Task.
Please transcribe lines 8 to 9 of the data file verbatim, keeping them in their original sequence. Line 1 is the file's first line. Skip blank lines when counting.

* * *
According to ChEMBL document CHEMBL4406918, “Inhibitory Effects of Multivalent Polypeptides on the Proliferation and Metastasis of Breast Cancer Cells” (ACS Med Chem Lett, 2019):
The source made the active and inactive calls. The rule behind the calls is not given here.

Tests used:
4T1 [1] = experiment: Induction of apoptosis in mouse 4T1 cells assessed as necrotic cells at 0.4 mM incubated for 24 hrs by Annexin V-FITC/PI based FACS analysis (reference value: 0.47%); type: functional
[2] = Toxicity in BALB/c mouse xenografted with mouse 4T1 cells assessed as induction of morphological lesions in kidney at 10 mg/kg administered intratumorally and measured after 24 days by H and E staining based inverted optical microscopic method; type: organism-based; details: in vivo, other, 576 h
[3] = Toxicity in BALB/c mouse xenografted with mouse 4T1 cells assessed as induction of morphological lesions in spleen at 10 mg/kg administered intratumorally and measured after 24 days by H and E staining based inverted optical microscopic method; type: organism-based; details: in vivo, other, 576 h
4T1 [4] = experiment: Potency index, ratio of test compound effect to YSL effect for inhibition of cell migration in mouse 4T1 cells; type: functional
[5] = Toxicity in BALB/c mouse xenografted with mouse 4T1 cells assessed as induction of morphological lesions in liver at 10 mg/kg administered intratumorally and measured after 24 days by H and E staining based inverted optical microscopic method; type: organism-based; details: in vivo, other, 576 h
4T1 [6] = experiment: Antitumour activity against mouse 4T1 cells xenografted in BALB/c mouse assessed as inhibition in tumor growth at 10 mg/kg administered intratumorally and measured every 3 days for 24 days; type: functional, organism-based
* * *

[5] = Toxicity in BALB/c mouse xenografted with mouse 4T1 cells assessed as induction of morphological lesions in liver at 10 mg/kg administered intratumorally and measured after 24 days by H and E staining based inverted optical microscopic method; type: organism-based; details: in vivo, other, 576 h
4T1 [6] = experiment: Antitumour activity against mouse 4T1 cells xenografted in BALB/c mouse assessed as inhibition in tumor growth at 10 mg/kg administered intratumorally and measured every 3 days for 24 days; type: functional, organism-based